Skillful Counselling 2: Enhance understanding and use of Emotions

Your emotions need to be working for you

Emotions are a call to action; an impulse and expectation that something will be needed – such as to fight or defend yourself (anger) or to plan and implement necessary change (worry).

When you can hear what your feelings are saying to you and then act decisively or dismiss the call quickly as not needed, you are emotionally intelligent and healthy.

The Observing Self

The ‘observing self’ is the term used to describe that part of us that can step back from emotions and be aware of ourselves as a unique centre of awareness, apart from intellect, emotion and conditioning. This inner core of our being, this essence of ‘me’ that nobody else can access or take away doesn’t have depression or anger or pain or MS or anxious worrying or …. anything except calm awareness.

Your observing self has the power to attach and detach from the world at will and therefore see things from many different points of view and be more objective. The more we lower our emotional arousal the easier it becomes to enter our observing self, the wider the perspective we can see, and we can figure out how to overcome the obstacles we face.

Being aware of ourselves as a unique centre of awareness, apart from intellect, emotion and conditioning is a special human talent and enables us to reflect on our own thoughts and feelings.

The Whirlpool of Emotions

Your arousals can also be the source of mental distress. When they are too strong it can inhibit sensible action or freeze you in inaction as you desperately try to cope with the stress you are enduring.

Eventually it could be that effective action becomes impossible – as worries, strong feelings and negative projections are screaming out to you:

And you fall into the Whirlpool of Emotion.

So what happens when powerful and negative feelings are out of control? Where does the Whirlpool lead to?

Depression will arise if your worry destroys your capacity to dream and sleep properly. This then erodes your energy and motivation.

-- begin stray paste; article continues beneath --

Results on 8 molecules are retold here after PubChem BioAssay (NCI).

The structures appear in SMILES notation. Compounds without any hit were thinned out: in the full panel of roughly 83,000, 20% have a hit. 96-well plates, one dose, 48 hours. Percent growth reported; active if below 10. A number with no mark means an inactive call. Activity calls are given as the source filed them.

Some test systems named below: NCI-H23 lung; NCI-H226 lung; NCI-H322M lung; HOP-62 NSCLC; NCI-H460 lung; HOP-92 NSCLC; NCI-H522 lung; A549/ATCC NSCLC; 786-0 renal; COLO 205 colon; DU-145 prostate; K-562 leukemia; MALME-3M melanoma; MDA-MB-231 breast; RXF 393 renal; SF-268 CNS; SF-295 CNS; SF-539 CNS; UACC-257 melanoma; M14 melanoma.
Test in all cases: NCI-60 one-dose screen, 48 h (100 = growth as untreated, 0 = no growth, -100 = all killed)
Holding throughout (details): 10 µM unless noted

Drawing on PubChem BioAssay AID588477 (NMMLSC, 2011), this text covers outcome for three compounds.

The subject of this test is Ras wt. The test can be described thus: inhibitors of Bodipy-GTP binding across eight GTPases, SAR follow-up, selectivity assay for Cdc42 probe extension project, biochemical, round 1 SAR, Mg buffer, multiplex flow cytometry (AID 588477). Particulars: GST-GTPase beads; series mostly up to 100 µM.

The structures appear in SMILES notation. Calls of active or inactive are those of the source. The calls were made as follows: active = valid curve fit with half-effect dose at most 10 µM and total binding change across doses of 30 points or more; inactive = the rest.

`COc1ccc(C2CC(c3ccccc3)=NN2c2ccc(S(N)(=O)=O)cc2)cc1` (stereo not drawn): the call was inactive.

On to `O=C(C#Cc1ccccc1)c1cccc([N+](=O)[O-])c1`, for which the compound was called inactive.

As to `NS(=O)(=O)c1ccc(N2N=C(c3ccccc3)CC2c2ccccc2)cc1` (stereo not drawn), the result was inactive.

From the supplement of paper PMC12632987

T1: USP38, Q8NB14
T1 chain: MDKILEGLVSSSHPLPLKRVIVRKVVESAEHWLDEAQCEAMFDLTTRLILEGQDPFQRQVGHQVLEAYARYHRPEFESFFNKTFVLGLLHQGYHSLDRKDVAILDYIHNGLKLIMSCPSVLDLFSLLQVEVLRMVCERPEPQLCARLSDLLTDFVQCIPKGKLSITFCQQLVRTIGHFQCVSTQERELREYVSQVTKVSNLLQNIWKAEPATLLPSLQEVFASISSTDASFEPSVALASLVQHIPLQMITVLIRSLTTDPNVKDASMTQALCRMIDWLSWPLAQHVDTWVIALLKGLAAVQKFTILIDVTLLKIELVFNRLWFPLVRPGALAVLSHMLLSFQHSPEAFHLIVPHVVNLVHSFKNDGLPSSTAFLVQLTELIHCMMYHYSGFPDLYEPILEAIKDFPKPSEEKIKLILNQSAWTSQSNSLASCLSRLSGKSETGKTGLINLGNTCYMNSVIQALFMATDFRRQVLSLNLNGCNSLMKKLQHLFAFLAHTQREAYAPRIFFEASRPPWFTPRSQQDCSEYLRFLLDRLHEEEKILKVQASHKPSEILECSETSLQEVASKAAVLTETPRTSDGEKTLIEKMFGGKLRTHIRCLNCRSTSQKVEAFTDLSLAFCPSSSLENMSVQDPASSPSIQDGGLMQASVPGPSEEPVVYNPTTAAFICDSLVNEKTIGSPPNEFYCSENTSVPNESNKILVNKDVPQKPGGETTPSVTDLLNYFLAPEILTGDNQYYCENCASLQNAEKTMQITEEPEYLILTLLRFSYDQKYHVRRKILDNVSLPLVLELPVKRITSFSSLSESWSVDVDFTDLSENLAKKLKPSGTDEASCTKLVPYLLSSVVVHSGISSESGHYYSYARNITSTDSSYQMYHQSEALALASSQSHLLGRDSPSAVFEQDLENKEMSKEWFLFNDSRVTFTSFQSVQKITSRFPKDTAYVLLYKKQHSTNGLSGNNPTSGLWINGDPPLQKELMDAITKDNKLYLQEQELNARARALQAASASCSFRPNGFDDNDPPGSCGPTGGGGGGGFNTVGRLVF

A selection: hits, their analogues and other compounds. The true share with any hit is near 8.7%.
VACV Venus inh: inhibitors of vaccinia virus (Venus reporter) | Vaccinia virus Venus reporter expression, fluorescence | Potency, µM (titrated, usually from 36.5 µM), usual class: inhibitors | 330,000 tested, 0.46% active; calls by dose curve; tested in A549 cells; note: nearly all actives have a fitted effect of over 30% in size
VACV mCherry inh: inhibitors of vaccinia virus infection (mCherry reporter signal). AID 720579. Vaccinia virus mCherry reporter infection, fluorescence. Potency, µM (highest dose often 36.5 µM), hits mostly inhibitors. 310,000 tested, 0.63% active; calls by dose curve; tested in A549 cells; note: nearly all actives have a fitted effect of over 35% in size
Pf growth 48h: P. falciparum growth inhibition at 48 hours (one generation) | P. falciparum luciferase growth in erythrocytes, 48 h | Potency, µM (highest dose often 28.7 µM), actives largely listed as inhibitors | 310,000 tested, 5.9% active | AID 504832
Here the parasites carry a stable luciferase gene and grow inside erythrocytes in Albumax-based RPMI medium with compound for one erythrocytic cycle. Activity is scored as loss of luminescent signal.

Anxieties might worsen and also evolve – taking on different forms such as phobias, social anxieties, agoraphobia and uncontrollable worry and projection.

Addictions and Obsessions might also feed on the situation. This would initially be an attempt to self medicate or gain control but this then grows and grows until taking over.

The result will always be collapsing self confidence and high stress as life and relationships become more problematic and attempted solutions fail badly.

Reducing arousal is the route to all good therapy and long-term emotional healing – as when you are highly aroused you cannot think straight.

But it is more than this. In one way or another, high and uncontrollable arousal is the condition and source of mental distress.

As we have seen, the best way to view mental problems (be they depressions, anxieties, addictions, obsessions or whatever) is the failing response to arousal levels that are intolerable. And that this response not only fails but actually makes things worse.

Even so, the strong feelings are still communicating something and must somehow be heard.

High arousal must not be shunned or driven away but understood and acted upon and maybe, if your arousal is too loud to be heard, you need some help to quieten it down.

Just as we can appreciate the benefits of pain (for example it will demand that we take our hand away quickly from a hot stove), so high arousal is also our friend.

The first purpose of finding ways to relax is so that the high arousal can be quietened down enough to be understood and then acted upon.

Counselling for Reducing Arousal

  1. Remove traumatic memories if they are there.
  2. Offer hope and explanations of where you find yourself – normalising in other words, the purpose of which is to remove you from the central cause of your difficulties.
  3. To be respectfully listened to and to be understood – that will also calm troubled minds.
  4. Learn and practise self help relaxation methods – such as around breathing, meditation and distraction.
  5. To have a direct experience of relaxation, most obviously in trance.
  6. To have a process, interpretation or past experience reframed – so it is now seen and felt differently

The bottom line is to be in a calm enough position to hear and accept what the emotions are trying to say to you. So that you can take the action that is needed or be able to dismiss the call to action without difficulty. Need any help to do this?

The Emotional Competency website is a fantastic resource – albeit mainly academic in terms of inspiration and sources.



  • A guide to how academics mainly have defined the variety of human emotions click here – with many links from this page to much else.
  • An additional resource linking through to many definitions and concepts click here